The Chronicles of Bee’d the Obscure V

The Diary of a Novice Beekeeper.

Having successfully achieved my goal of harvesting honey I now had to work out what to do to help my bees survive the winter. Trying to think ahead I had two major tasks to conclude. First, combine the hives and second to feed and treat for the winter. This is how it went warts and all.

I need to digress here for a moment. Despite using the combined eyes of the Queen Bee, my son in law David, and diverse grandchildren we had never set eyes upon the mythical Clarissa. If she existed she was not clipped and it was only the evidence of brood which told me she was there. The problem with that diagnosis is my eyesight did not really allow me to say with any certitude that there really were eggs in the comb. On the other hand the blessed and reliable Mable was going great guns, my reasons for wanting to combine were twofold. First, I did not believe either colony was strong enough to last through the winter on its own and second, I needed to return the borrowed hive back to the apiary, you will appreciate that my innate meanness meant no more buying hives, at least for the time being.

Over a period of a week I moved the two hives closer together in the prescribed manner. On the appointed day and with the help of the QB I opened Clarissa’s hive and carefully placed a sheet of the Daily Telegraph over the brood chamber then I lifted Mable’s box and put it on top. I confess my head was reeling with all the instructions about which way round to put them and I freely also confess that I funked the task of finding Mable and doing her in. I had decided in my abject cowardice and not altogether convinced of Clarissa’s existence to let things be decided by fate or nature or, well, anybody but me. I know, I know, but that is what I did. After a few days bits of chewed newspaper were being thrown out of the hive so they were obviously combining, happily or not. To cut a short story shorter there were no major dramas except to say that there was a larger than normal incidence of dead bees around the combined hives for a few days possible coincidence or possibly the result of internecine warfare amongst the Mable and Clarissa tribes. They settled back to ‘normal’ and I went back to trying to spot a queen.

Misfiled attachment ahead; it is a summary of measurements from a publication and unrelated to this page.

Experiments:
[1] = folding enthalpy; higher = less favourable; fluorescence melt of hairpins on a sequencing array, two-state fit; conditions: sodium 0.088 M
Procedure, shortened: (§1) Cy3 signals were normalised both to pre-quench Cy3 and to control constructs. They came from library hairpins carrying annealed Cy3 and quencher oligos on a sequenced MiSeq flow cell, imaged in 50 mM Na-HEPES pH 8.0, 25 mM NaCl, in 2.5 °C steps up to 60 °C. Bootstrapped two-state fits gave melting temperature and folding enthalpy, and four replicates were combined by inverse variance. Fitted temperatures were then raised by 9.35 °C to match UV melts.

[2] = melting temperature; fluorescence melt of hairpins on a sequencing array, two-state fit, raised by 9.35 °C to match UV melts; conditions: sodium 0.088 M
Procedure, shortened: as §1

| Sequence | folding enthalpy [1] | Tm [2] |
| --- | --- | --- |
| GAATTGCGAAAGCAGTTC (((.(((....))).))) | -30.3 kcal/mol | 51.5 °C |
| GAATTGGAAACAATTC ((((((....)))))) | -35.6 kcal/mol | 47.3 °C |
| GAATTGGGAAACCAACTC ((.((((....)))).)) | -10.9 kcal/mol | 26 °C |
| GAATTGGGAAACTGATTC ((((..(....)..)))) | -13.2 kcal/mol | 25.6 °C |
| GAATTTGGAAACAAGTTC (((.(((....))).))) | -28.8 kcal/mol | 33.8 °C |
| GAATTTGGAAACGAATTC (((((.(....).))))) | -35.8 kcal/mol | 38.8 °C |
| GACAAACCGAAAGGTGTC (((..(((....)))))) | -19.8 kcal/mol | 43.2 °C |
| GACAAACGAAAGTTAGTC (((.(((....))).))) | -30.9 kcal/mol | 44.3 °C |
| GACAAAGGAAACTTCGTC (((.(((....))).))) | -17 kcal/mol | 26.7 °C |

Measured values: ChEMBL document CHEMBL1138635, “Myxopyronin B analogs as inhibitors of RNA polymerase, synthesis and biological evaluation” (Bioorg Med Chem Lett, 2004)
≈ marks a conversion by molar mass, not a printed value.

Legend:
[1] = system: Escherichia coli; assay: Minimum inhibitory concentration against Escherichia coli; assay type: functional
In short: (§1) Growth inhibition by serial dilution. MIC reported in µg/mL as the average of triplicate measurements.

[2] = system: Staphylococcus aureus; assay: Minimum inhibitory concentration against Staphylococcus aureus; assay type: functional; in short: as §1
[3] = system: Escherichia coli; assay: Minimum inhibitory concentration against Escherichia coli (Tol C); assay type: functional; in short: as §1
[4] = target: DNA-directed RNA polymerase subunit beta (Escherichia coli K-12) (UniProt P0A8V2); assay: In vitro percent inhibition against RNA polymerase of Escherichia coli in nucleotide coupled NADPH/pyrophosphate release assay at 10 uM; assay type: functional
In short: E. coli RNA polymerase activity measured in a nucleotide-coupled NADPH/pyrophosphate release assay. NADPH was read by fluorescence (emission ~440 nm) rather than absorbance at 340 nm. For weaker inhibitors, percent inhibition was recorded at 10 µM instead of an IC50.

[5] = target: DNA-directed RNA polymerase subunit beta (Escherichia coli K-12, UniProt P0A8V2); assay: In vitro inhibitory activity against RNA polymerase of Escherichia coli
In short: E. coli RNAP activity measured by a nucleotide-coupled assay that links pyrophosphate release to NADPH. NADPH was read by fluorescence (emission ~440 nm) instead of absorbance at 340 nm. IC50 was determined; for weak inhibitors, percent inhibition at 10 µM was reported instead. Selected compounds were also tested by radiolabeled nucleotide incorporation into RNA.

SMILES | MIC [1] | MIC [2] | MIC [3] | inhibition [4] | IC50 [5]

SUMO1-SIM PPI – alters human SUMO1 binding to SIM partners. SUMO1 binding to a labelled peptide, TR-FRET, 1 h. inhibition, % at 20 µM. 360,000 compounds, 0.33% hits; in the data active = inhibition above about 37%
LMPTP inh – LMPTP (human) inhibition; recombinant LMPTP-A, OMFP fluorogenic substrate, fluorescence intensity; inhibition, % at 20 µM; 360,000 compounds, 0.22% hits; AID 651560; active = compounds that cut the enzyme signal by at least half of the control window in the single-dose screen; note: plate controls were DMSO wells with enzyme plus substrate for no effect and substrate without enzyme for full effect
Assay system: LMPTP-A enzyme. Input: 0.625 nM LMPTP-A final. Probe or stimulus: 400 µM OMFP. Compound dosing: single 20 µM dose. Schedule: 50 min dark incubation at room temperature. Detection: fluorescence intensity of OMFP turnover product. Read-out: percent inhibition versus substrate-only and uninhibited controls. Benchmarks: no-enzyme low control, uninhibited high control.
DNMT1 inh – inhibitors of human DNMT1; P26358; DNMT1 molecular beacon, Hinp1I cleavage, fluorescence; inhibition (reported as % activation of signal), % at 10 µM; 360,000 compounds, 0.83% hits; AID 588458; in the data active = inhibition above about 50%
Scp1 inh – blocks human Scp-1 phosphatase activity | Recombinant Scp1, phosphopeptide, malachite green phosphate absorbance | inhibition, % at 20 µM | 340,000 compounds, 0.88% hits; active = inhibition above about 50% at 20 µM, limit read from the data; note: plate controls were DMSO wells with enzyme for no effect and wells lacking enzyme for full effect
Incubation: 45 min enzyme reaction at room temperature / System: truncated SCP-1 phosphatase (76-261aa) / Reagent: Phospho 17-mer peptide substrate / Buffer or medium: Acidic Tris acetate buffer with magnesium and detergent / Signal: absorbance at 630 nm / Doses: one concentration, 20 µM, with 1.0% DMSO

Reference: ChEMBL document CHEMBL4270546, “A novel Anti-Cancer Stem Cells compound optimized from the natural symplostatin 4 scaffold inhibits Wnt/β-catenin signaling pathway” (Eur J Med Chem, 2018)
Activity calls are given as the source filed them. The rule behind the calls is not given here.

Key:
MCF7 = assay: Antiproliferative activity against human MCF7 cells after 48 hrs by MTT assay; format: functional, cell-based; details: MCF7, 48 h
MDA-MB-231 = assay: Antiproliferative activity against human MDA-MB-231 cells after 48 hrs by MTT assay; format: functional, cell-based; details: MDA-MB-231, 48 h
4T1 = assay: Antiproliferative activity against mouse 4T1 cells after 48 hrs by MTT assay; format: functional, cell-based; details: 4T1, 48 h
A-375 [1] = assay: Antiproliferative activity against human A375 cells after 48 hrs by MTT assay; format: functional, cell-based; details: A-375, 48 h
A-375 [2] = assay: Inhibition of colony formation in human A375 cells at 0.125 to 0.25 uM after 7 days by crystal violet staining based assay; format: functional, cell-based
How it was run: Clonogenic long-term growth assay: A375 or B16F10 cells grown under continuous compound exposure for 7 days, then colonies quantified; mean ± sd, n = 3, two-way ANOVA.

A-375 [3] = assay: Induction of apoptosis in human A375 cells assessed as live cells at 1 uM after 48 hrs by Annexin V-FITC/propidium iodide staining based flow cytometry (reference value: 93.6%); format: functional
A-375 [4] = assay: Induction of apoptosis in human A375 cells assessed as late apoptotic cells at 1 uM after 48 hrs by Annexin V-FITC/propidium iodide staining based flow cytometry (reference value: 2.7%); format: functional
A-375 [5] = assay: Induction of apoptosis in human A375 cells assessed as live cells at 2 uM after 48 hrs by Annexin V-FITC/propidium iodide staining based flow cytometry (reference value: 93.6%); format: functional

A phone call from a high official of the County Association “Congratulations Bee’d you have passed the Basic” “Me?” Well, you could have knocked me down with a bee wing. Since my performance at the assessment could only be described as meagre I can only assume that the lady tester was totally smitten with my devilish charm and wit, and therefore forgave me my ineptitude. I thanked His Beeness and cock-a-hoop went off to phone the world who, I must say reacted with sublime indifference. Still, I am now a, well, basic beekeeper at least!

Time to feed the bees with sugar and treat them with Apiguard, I followed exactly the regime laid down by the Apiary and was happy to find a very low incidence of Varroa, which is good news going into the winter. Not so good news however, were the results of feeding.